The radiant, inf’nite possibility.
Malevolent perfection time would show
The first and second child were her fee.
A mother third and daughter clothed in red,
A white knight charged amid the battle fierce,
Then fell the witch, the crystal broke, and dead
Would fin’ly rest, a stone to honour each.
Let not our childish rage our futures bleed,
Lest goodly knights and witches cease to be.
This is my photo of Mountain Goat kids, skippering on the rock faces of mountain passes through Kootenay National Park in B.C. Canada. The harsh and rugged terrain is home, and many kids do not live beyond 1 year.
© WhatHabit Co. and Words For Leaving, 2010 to 2014. All rights reserved.

Winner Roses


Now to tell the tale of what I’d sown,
Of lawns and trees and roses, stones inlaid.
How proud was I of all that I had grown,
A vacant lot to sanctuary made.
The roses were my fav’rite, and I dreamt
Of climbing stalks and blossoms bursting tall.
My winter reveries and summers bent
On nurturing these sunny faces all.
But only flowers three came forth from green,
And two were taken early by a frost.
The one surviving rose I pressed between
Two parchment leaves, blind to what I’d lost.
My promise darling one this day I give
To you, to watch you grow, to see you live!
This photo shows my now 13-yr old stand of Single Dortmund Climbing Roses, planted with much hope and without much skill in 2001.
© WhatHabit Co. and Words For Leaving, 2010 to 2014. All rights reserved.

Cache Lake Loon Algonquin Park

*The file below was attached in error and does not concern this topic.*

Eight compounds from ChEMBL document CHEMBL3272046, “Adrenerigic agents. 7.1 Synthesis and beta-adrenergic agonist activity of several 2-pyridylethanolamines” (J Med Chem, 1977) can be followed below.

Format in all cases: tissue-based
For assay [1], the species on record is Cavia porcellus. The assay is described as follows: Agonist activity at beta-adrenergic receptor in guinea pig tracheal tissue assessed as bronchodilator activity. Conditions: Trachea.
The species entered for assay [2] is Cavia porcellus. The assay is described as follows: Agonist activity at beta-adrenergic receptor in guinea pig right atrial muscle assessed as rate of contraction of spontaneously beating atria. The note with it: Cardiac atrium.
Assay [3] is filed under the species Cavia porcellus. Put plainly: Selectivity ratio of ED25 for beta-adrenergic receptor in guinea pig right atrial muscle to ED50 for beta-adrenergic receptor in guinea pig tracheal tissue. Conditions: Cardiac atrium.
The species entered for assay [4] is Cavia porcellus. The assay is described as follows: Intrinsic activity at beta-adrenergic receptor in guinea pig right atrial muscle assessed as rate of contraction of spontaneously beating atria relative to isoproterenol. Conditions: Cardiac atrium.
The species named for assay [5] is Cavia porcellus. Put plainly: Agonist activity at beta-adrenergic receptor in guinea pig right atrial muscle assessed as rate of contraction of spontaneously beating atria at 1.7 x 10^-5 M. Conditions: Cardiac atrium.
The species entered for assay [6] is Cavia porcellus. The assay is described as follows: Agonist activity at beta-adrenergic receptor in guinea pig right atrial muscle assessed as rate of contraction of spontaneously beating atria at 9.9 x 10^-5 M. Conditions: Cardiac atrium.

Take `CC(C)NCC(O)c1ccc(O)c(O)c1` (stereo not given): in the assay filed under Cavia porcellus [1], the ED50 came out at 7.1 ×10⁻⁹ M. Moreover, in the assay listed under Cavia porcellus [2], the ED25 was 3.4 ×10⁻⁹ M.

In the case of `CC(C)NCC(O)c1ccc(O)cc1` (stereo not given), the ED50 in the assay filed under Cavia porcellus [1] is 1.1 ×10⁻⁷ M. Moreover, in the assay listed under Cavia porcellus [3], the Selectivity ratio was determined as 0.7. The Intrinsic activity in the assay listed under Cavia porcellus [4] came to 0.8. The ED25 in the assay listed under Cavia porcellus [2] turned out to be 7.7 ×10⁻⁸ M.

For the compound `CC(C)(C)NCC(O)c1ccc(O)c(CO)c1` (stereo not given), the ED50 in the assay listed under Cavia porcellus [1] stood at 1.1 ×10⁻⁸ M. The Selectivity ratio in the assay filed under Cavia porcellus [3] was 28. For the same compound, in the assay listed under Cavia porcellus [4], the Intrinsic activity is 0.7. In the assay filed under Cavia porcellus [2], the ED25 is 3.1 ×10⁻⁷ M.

Just as the robin
And the finch
Herald the morn’
With joyous song,
Their melodies unchanged
Since that first dawn,
So does humankind
Write, dance and paint the day,
Repeating words, steps and strokes,
Compelled by that same force
That wells up,
Bursting in raucous shouts
From every singing bird.
Canada’s Algonquin Park has many treasures, none the least of which are the many varieties of birds that grace the trees and lakes. I took this photo while canoeing on Cache Lake. It is my photo of a Common Loon or Great Northern Loon as he pretended to sleep, while paddling softly below the surface.

© WhatHabit Co. and Words For Leaving, 2010 to 2014. All rights reserved.

By taken during the official visit of US Rep. Frank Wolf [Public domain], via Wikimedia Commons public domain

How Can I Stand By?

When I was a child
My mama tucked me into bed
We said a prayer for my Daddy
Brothers, sisters
Grandpa, granny.
Hugs and kisses
Close your eyes
Leave the light on
In the hall
Sweet dreams,
Sweet dreams,

How can I stand by
And watch the world
Go to pieces
See the faces of the
Millions crying,
Helpless in their need?

How can I stand by
And see you standing
In a doorway,
Homeless, nameless
And forgotten by the
Yes, indeed.
I wrote this song when the news of the horrific genocide in Rwanda began to surface. The invasion of Kuwait, this terror, and the ever increasing aggression of the US, created in me a feeling of despair and powerlessness. In my own city, many still are homeless and struggle to survive in our cold winters. I couldn’t then, and still cannot reconcile the imbalance of wealth and safety. This photo was taken during the official visit of US Rep. Frank Wolf [Public domain], and resides on Wikimedia Commons.
© WhatHabit Co. and Words For Leaving, 2010 to 2014. All rights reserved.



Legs idling,
Knee socks sliding,
Black patent buckle shoes
Dress up riding.

Kicking slightly,
Mother touches lightly,
Tissue tucked up her sleeve,
Sitting up rightly.

Best coats swishing,
This one wishing
She were anywhere but here
Maybe fishing.

©WhatHabit and Words For Leaving, 2010 to 2014. All rights reserved.

Motes of experience suspended in moments of light.